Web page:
Forbes: Transportation Business Models Are Broken. It’s Time To Fix Them
The COVID-19 crisis response abruptly upended our daily working, learning and social patterns and the typical mobility options we use to get there and back. We started with the trigger event shutting everything down. We immediately moved to the triage phase where mobility was either stripped back to its core services or shut completely. Only essential workers ventured to work and back, everyone else was shut-in and had to work from home, or were shut-out and didn’t work at all.
A New Mobility Normal
A few months later, a new kind of mobility normal phase has emerged that is part shut-in, part recovery and still mostly unknown. While most regions are slowly opening up their retail, restaurants and public spaces, their employees do so with caution, restricted capacities and evolving safe distancing protocols. Both pre and current COVID-19 worlds have to co-exist somehow. The majority of “white collar” employees still work from home. They have essentially gone from commuting to computing and it looks like it will stay like that for the time being. The gig workers have fully pivoted from shuffling people to delivering all the things people want. Public service providers are all working around the clock to keep things functioning while revenue shortfalls are just around the corner. Millions are either furloughed or unemployed and many have missed car payments...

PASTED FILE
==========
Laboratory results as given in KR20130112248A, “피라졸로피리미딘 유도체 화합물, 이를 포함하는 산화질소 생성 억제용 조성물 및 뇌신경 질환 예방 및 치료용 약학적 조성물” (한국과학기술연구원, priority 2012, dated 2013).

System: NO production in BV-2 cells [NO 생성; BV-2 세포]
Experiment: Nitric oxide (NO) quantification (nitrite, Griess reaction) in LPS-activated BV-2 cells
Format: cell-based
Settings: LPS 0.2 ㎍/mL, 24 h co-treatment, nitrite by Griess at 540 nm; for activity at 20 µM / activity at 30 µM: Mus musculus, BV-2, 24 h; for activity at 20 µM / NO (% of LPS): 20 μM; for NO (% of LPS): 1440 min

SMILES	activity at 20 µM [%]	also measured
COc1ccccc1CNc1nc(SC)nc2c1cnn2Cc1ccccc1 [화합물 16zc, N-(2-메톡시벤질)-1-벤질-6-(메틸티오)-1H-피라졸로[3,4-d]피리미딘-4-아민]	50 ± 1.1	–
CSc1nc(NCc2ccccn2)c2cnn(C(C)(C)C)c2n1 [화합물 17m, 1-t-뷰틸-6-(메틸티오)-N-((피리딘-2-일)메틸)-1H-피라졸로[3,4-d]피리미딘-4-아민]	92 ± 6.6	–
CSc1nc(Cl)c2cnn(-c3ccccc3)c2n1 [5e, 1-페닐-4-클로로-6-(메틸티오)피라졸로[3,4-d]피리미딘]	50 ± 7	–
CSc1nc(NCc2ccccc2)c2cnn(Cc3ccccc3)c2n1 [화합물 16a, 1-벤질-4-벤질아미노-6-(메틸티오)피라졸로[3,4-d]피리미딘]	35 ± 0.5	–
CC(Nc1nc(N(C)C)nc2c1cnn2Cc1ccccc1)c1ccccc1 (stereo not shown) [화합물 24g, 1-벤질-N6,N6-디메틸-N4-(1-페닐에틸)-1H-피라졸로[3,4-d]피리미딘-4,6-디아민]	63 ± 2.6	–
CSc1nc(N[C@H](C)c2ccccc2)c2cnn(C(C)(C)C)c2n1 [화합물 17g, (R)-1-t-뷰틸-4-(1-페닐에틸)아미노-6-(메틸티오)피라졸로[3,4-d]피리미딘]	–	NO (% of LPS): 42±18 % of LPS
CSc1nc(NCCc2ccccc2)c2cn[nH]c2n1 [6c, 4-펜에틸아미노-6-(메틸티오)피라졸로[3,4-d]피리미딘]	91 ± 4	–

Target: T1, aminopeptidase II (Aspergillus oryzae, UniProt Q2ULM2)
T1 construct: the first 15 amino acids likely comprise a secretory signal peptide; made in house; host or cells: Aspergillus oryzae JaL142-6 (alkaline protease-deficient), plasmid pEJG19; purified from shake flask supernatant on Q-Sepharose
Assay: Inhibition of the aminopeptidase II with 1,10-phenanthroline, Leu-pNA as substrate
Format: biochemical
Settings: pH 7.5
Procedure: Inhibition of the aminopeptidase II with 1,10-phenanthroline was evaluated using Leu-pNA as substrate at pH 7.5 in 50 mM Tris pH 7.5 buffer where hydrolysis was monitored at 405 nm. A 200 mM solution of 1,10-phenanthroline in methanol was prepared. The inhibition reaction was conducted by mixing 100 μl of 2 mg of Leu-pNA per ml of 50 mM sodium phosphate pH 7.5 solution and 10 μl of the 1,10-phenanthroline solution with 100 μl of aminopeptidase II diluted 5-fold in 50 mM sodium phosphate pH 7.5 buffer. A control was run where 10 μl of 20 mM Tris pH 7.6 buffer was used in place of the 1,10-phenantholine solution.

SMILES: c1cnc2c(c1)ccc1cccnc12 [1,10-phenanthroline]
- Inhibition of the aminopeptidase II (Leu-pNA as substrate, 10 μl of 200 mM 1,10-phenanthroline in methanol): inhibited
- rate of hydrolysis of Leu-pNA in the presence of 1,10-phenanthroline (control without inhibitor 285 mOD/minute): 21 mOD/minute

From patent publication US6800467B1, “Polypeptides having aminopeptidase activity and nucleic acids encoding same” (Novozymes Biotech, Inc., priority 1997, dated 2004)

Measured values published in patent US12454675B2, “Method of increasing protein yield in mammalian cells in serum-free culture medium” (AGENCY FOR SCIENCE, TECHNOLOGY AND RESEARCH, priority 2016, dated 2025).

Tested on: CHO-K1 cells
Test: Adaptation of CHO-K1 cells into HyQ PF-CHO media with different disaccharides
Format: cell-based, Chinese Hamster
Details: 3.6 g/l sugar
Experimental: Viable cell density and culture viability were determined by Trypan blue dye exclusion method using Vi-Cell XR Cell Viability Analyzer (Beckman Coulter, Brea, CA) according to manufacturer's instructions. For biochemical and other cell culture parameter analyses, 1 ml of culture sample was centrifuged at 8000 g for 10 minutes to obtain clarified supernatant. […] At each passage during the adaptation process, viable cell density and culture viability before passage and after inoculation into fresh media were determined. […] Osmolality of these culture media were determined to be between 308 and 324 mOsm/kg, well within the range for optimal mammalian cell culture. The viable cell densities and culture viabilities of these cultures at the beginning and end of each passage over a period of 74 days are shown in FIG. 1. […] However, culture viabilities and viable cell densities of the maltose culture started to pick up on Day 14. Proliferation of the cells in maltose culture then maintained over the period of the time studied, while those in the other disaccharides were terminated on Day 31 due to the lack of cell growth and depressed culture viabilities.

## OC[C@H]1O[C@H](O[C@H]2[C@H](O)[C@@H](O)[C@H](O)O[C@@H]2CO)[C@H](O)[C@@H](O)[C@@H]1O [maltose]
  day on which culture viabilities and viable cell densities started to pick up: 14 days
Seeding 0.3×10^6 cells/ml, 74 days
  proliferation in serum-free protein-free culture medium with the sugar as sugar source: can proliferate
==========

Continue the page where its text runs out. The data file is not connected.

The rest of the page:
This Forbes article from Timothy Papandreou explores how business models in transport can change in response to the COVID-19 crisis. Read more here.